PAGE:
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“Jeremy showed up as a medic, to give first aid,” his attorney claimed.
“Jeremy showed up as a medic, to give first aid,” his attorney claimed.

Two men – Jeremy Jonathan White, 41, and Brian Cortez Lightfoot, Jr., 27 – who drove from Los Angeles to attack a pro-Trump rally in Pacific Beach in 2021 were found guilty of felony conspiracy to riot with Antifa co-conspirators, a jury announced on Friday, May 3.

White claimed that he went to Pacific Beach January 9, 2021 to act as a medic during a planned First Amendment march. 

Hamasaki, left, had to overcome Instagram messages that Brian Lightfoot sent: “I wanna fight LOL” and “I’ve got my bear mace.”

Since April 2, the jury heard evidence for four weeks, and then they deliberated more than ten days.

Both White and Lightfoot escaped all the felony assault charges on which they were indicted. White was found not-guilty of one assault, and the jury deadlocked on five alleged assaults on which Lightfoot was indicted.

Besides the one conspiracy to riot charge, Lightfoot was found guilty of five felony unlawful uses of tear gas. 

White, who called himself “theantifasoldier” and “ACABman” on Instagram, posted a reply to someone who asked why Antifa wanted to gather early, an hour before the Patriots advertised the start; theantifasoldier answered: “I think we’re just trying to get there super early to hold space and not let them gather easily.”

The defense attorney for White assured the jury, “That’s not a crime.” San Francisco's Curtis Briggs, brother of San Diego lawyer Cory Briggs, gave his closing arguments on April 23.

Briggs was successful in his argument, “Jeremy didn’t punch, kick or fight anybody that day.”  

Jeremy White did admit that he bear-sprayed several people (and a dog) on the beach boardwalk, but White insisted he only used his spray in self-defense.

“Jeremy showed up as a medic, to give first aid,” his attorney claimed.

Both defense attorneys insisted their clients, the defendants, were there to “oppose groups like the Proud Boys.” According to the lawyers, these extremists created fear in the antifascists.

When White testified, from the witness box, he said that support for President Trump was “textbook fascism.”

Sponsored
Sponsored

Briggs claimed that White was an advocate for justice reform. Briggs proposed that the justice system in San Diego, including prosecutors and police investigators, saw White as their enemy. 

“You heard from at least ten district attorney’s investigators,” Briggs reminded jurors of all those witnesses. Briggs said those investigators were specialists, pulled from gang task forces and terrorist task forces, to work especially on this case, “Even though there was never any evidence of Antifa being a terrorist organization or a gang!”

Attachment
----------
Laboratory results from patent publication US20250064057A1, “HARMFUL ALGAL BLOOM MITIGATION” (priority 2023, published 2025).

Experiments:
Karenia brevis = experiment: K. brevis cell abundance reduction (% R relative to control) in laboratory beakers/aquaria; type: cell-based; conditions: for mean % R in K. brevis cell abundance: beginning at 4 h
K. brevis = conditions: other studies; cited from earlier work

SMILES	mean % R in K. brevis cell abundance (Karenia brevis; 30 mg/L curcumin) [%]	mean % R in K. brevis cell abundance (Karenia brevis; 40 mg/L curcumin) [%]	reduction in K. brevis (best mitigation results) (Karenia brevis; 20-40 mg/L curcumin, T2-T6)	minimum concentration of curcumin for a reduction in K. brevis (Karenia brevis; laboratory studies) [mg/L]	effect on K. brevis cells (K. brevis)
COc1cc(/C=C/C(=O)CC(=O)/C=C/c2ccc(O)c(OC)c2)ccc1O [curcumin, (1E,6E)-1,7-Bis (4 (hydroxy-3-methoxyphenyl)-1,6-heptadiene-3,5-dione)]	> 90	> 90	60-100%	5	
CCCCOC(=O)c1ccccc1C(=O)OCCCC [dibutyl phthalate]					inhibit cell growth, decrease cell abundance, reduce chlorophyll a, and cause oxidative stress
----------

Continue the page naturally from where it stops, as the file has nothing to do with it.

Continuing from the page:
Briggs suggested that White saw one cop on a motorcycle just ride away, “He (the cop) was probably trying to protect himself…” Briggs seemed to suggest that White must have reasoned that the cops were afraid of the violent right-wing extremists too. Thus justifying fear in the Antifa marchers, who then attacked and bear-sprayed the Patriots.

Briggs and John Hamasaki, defense attorney for Brian Cortez, each made a one-hour closing argument after the jury heard all the evidence, on April 23. Lightfoot was indicted on 16 felony charges.

Hamasaki told jurors, “I want to jump right into, and talk about, evidence about Antifascism. Because you know, whether we like it or not, this case is about Antifascism. Even though it’s not really about Antifascism.”

Both defense attorneys unsuccessfully tried to defeat the accusation that both Brian Lightfoot and Jeremy White were part of an Antifa conspiracy to riot. This is the one felony of which both defendants were found guilty.

“Even considering Mr. Lightfoot did get into some skirmishes out there, on his own, that doesn’t count as a riot. That’s just fighting,” Hamasaki told jurors. This attorney was persuasive enough that jurors deadlocked, could not come to unanimous decision, on almost every assault charge against Lightfoot. 

Hamasaki had to overcome some Instagram messages that Brian Lightfoot sent to his Antifa comrades before the riot, including “I wanna fight LOL” and “I’ve got my bear mace.”

Video of Lightfoot bear-spraying a woman and her three male companions during the riot has been widely distributed and was seen for years on the internet. 

After the riot, one of the first persons arrested was Jonah Abraham Bigel, who was 24 then. Bigel is seen with a baseball bat in riot video; he smashed a storefront window along the beach boardwalk, plus he hit one beachgoer with his baseball bat. And two months before the riot in PB, on November 3, 2020, Bigel allegedly set fire to police property, using “homemade firebombs.” Bigel was granted a suspended three-year prison sentence and was released on probation.

In a separate indictment, 11 defendants were accused of riot, nine of those made plea deals before trial. Two who admitted conspiracy to riot plus felony assaults, were already sent to California state prison; they are Erich L. Yach, 40, and Jesse Merel Cannon, 33; each got about five years state prison. Yach is eligible for parole in October 2024, and Cannon is eligible for parole in December 2024, according to the California prisons’ website.

Seven other indicted persons who already made plea deals and currently remain at liberty while they await sentencing, are: Alexander Akridgejacobs, 33, Joseph Austin Gaskins, 23, Christian Martinez, 25, Luis Francisco Mora, 32, Samuel Howard Ogden, 26, Bryan Rivera, 22, and Faraz Martin Talab, 29. Their sentencing is currently set for June 28, 2024.